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Popular Wedding Day Falls on Terror Attack Anniversary


Published: August 10, 2004

Josephine Antico says her daughter, Jennifer, considered having her wedding on the second Saturday in September - Sept. 11 this year. She decided on Oct. 2 instead.

"We felt, not only is it a sad day for New Yorkers, but I felt for the guests," said Mrs. Antico, who spent yesterday afternoon in Manhattan helping her daughter choose a wedding cake. She said they did not know which guests had lost loved ones in the attacks, and would not, as Mrs. Antico put it, "think it was appropriate to be partying on that day."


"There are people who have the attitude, life must go on, but they're probably not the people who lost someone on that day. I didn't think people would want to party," she said.

For the first time since the terror attacks of 2001, Sept. 11 falls on a Saturday this year. September has become a popular month for brides - second only to June - but people who plan weddings say that some prospective brides and bridegrooms are avoiding the day and the overtones of the attacks on the World Trade Center and the Pentagon. They do not want grief-laden memories of loss and fear dimming the joy and hope that will come with saying "I do," running the gantlet of rice-throwing guests and dancing their first dance as a married couple.

Bloomingdale's said that one-third the number of brides who registered for weddings last Sept. 13 - the second Saturday of September last year - had registered for this Sept. 11. "All in all, the bridal registry is ahead of last year," a Bloomingdale's spokeswoman said, "so it's obvious they're picking other dates."

The Bridal Association of America, a year-old confederation of 250 wedding-related businesses that is based in Bakersfield, Calif., said information from its Web site indicated that three times as many brides had registered for Sept. 18 as for Sept. 11.

"People are avoiding the Sept. 11 date because they're remembering, obviously," said Kyle Brown, the executive director of the association. "They're trying to celebrate a momentous occasion and they don't want it overshadowed by the memory of Sept. 11."

Sylvia Weinstock, the doyenne of wedding cake makers, said she had "absolutely fewer" orders for Sept. 11 than for other weekends next month. She said six cakes had been ordered for Sept. 11, compared with 12 to 15 for a normal weekend in September.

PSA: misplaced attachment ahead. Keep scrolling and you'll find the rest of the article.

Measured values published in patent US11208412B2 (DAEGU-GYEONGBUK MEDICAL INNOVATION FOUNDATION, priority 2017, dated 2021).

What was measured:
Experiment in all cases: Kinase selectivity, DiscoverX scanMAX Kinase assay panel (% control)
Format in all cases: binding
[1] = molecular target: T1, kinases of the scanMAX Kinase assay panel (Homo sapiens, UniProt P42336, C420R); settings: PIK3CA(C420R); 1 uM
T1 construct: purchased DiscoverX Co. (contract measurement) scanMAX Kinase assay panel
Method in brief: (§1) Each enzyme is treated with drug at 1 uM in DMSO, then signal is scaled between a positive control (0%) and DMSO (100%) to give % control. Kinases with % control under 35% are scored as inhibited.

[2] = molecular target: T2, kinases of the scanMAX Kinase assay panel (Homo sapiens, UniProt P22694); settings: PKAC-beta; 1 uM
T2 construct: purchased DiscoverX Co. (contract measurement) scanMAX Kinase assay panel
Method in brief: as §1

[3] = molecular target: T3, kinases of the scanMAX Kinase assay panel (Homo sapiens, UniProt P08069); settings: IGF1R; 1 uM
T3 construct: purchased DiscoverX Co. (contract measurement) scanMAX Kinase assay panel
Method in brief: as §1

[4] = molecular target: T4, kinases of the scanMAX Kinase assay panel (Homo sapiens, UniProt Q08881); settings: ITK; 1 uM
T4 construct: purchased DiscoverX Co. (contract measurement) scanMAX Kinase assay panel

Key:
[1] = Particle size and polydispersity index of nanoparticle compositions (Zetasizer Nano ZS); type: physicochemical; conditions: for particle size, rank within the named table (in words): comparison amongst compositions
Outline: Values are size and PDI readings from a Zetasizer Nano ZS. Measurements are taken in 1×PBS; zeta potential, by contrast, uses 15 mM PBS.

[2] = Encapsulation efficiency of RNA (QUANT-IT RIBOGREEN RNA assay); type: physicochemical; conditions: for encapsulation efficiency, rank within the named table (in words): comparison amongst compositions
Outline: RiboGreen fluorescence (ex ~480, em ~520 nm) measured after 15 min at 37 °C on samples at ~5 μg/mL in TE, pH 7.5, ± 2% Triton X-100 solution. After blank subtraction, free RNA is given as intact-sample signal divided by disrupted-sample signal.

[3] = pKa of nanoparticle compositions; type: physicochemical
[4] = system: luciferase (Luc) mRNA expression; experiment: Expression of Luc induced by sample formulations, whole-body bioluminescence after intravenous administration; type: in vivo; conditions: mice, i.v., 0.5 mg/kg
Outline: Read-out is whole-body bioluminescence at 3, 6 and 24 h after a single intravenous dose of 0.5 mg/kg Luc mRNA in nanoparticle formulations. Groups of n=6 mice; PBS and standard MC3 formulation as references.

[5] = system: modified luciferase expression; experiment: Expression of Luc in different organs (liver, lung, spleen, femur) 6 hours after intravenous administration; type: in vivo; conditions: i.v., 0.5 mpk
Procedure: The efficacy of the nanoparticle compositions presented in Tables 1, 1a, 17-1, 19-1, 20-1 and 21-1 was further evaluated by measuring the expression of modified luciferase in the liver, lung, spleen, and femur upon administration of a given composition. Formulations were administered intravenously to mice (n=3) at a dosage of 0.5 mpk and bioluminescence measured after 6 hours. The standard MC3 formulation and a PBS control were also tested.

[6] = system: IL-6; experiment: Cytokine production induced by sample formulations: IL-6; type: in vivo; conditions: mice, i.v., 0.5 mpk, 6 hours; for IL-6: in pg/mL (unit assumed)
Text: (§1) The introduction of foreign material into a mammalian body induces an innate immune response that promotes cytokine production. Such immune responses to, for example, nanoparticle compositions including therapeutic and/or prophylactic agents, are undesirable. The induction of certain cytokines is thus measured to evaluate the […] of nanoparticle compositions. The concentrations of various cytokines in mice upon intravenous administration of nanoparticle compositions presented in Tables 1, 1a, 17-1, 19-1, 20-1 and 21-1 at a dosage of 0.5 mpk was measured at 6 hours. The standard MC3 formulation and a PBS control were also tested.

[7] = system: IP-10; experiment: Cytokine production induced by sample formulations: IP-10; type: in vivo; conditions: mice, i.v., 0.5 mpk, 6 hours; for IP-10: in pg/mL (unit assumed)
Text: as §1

"Some people think it's the wrong day to celebrate," she said. "They want to use it as a day of mourning, and some have the attitude, we go on, because if we don't, they've won - the terrorists."

She said some couples who were going ahead with Sept. 11 weddings had not focused on the anniversary of the terror attacks when they chose it as a wedding date, and had done some soul-searching when they realized that it could have raw emotional implications. "They sat down and thought about it," she said. "Some people went for the end of August," she said, while others delayed their weddings until late September or early October.

Those are conversations that people who follow the wedding business are well aware of. Darcy Miller, the editor of Martha Stewart Weddings magazine, said flatly, "Sept. 11 is a day that a lot of people do not want to get married. You don't want it to be your wedding anniversary. It's not a day for celebration."

Millie Martini Bratten, the editor in chief of Bride's magazine, said many brides were avoiding Sept. 11 "because of the profound sadness associated with it."

But there are brides who are going ahead with weddings during the weekend of Sept. 11. Shari Alazraki, who plans to marry Maurice Appleman at the Albany Country Club in Voorheesville, N.Y., on Sept. 12, sounded as firm Ms. Miller, even as she reached the opposite conclusion.

"Yes, it was a day a lot of tragedy happened," Ms. Alazraki said, "but people need to turn around and make the day into something good."

Mrs. Antico said her daughter and prospective son-in-law could have had their pick of hotels in which to hold their reception. "We could have had our choice of anywhere because that day was open everywhere. But such a solemn day for some people, they'd think it was insensitive."

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